indesignlive.com’s New York correspondent Jess Noble chats with the lovely ladies behind Elly Nelly, a Mother-Daughter design pair who manage their label from different time zones.
November 4th, 2009
What a way to stay in touch with Mum. Elaine and Nell Oliver live worlds apart in Cairns and New York respectively, but thanks to technology their joint design venture, Elly Nelly, has welcomed unexpected success via online sales.
“We were always inspired to set up our own label because we have always wanted to work together and be in control of our own direction,” says Elaine. “The Internet has brought the world to us enabling us to work together from across the globe.”
“Thanks to the internet – email and skype, the studio runs smoothly 24 hours. When Mum is heading to bed in Australia, I’m waking up in New York,” says Nell, who has worked in New York as a textile designer for over three years.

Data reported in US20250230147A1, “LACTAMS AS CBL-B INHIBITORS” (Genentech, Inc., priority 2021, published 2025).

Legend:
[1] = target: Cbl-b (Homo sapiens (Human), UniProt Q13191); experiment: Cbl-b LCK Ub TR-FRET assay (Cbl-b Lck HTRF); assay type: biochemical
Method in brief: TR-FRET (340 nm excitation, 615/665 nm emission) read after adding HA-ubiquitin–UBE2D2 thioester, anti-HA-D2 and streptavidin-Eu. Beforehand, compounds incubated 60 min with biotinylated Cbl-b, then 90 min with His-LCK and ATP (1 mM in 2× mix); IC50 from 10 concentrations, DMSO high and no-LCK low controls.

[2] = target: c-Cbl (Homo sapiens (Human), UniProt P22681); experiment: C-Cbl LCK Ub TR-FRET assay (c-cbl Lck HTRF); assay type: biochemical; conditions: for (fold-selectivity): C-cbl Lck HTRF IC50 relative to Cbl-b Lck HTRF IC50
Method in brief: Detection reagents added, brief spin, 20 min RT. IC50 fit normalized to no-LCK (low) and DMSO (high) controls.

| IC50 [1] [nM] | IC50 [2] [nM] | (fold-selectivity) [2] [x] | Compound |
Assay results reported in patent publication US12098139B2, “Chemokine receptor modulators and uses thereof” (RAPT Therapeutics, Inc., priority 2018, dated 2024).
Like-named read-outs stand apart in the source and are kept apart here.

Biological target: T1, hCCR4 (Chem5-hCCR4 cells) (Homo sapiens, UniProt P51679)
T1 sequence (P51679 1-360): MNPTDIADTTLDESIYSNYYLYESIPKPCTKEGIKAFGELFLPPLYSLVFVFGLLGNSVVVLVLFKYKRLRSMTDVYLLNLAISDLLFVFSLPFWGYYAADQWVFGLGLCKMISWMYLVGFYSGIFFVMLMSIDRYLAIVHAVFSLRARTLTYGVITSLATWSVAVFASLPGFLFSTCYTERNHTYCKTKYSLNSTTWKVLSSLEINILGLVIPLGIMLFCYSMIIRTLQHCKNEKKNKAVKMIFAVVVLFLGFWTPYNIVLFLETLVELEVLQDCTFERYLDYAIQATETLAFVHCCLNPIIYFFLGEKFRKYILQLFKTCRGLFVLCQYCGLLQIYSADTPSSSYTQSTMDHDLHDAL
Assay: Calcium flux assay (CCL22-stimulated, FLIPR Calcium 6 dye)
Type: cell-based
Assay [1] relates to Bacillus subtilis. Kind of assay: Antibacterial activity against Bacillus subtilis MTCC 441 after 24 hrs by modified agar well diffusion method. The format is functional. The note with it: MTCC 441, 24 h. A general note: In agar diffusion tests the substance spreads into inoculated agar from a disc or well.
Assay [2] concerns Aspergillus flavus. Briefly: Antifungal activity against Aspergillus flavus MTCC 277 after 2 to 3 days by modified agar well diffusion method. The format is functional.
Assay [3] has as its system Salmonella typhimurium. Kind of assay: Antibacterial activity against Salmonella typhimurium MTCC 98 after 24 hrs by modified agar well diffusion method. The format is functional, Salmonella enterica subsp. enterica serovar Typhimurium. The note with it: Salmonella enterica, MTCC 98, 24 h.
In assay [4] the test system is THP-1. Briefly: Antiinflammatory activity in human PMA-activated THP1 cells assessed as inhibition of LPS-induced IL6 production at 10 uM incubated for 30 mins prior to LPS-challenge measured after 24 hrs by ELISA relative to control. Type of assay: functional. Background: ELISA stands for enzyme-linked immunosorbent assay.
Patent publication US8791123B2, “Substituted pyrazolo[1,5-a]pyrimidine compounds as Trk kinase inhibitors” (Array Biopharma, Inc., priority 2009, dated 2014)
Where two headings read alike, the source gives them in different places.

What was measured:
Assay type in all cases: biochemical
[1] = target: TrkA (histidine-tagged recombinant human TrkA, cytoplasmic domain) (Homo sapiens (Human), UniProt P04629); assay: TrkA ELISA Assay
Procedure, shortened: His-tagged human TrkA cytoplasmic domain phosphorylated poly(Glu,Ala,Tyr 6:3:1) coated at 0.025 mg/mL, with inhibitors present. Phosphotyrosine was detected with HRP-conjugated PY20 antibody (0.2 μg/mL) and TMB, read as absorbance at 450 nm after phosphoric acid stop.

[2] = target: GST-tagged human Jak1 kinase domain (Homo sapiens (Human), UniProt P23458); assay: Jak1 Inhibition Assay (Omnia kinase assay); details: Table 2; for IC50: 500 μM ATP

“There are never-ending sources of inspiration around both of us, and that for one will keep us busy for years to come. It’s such a buzz to work together even though we’re so far apart in distance. We have a great design process together.” Says Nell.
“It’s exciting after all the hard work of getting a collection together, to see your designs come to life on the runway during NY fashion week or in the pages of Vogue,” says Nell.
Using original artwork by both women, the Elly Nelly wall-works are quirky and cute, trumping the other cookie-cutter competition in this budding design market. Though half-formed and half-based in the US, Elaine and Nell are adamant the designs be recognized as Australian.
“The US is our biggest market due to the volume of people here alone, says Nell. “However we’re selling all over the world and our market is growing every day. We are an Aussie label that’s available everywhere.”
“Working in New York definitely sets the stage for whatever you want to do next. If you have the passion, talent and work ethic, you can take your designs anywhere. Mum and I have proved this with Elly Nelly, working on opposite sides of the world in two very different environments, and having success.”
(In the 1970s, Elaine counted legendary New York designer Dianne Von Fustenburg as a buyer of her work. Today, by complete coincidence, Nell is employed by Von Fustenburg in New York City.)
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